BFF 2021 (Blackpool) Tournament AAR

Toby Pilling

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I had a great time at the Bounding First Fire tournament in Blackpool last weekend, culminating in my reaching the final, where I just lost out to Ian Morris. I thought I'd pen a few lines regarding that final game and give some general thoughts on the tournament itself.

The unusual aspect about the whole tournament, its 'unique selling point', as it were, is that it requires no preparation in advance as all the scenarios are unpublished and have gone through many rounds of playtesting already. Unfortunately, for the first time this year, I came across players who were part of the playtest team of BFF, so was most surprised when in the first round my opponent disclosed that he'd already played earlier drafts of the scenario we were about to play - half a dozen times! He was gracious enough to allow me to choose my side and we had a good game, but I must admit that I found this a development a little disquieting, although I'm not sure there's anything that can be done about it.

What I also observed was that all the scenarios (though not the final one) appeared to my eyes to favour a skilled defender, though they might appear balanced at average levels of play. Perhaps this observation influenced my choice of sides in the final round, which was a PTO scenario called 'Aggressive Response' and featured a Japanese force of second line quality attempting to overcome defending Red Chinese partisans. The Japanese could enter on three different mapboard edges, which I find a great advantage when attacking, but I chose the Red Chinese because I could see a decent defensive strategy for them - my opponent chose the Japanese, so we both got what we wanted.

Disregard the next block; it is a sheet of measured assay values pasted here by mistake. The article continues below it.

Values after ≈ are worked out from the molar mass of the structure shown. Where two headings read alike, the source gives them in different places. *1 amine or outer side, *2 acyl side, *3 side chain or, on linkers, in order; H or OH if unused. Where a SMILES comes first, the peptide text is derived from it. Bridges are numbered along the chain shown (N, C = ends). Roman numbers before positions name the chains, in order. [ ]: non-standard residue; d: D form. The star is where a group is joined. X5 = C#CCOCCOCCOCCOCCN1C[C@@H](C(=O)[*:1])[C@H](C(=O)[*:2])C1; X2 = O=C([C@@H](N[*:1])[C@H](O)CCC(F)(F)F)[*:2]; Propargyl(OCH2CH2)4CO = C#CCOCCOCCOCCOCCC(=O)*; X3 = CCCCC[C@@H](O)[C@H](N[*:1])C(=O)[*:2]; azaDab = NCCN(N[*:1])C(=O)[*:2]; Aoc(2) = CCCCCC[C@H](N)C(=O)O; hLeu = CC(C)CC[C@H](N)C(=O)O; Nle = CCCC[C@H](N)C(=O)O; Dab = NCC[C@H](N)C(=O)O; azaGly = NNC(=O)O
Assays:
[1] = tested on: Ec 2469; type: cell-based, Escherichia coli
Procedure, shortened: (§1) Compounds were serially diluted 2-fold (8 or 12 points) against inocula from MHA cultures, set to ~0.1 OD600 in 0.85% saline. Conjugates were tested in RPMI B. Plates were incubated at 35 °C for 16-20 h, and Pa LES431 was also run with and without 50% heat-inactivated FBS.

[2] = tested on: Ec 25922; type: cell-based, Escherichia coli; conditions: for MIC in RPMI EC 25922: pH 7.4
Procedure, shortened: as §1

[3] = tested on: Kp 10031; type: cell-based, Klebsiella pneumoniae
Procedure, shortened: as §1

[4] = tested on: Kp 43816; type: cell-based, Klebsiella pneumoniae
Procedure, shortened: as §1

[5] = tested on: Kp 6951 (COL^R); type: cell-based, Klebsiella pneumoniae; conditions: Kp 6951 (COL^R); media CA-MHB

The funny thing was that, after I set up and walked around the venue looking at the deployments of my fellow Chinese players, I could see that my own strategy appeared unique - every other player had stretched out their forces across the board, whereas mine concentrated the defenders around the jungle mass. I feared for the chances of my Sino brothers-in-arms, for I worried that they would simply be overwhelmed and surrounded in short order - a prophecy that came all too true, as it turned out.

Anyway, my own game started badly as the Japanese advanced blithely into my stealthy defenders but I could not get an ambush for love nor money. I did like the way Ian used his leaders aggressively to benefit from their stealthy status but even so, I should have been doing far better ambush-wise. This provoked a mini-counterattack on my part as I judged that I could take advantage of a numerical imbalance and some concealment to take out some of his vulnerable units - alas, my dismal rolls for ambush continued and I must admit, dear reader, that I did whine a bit.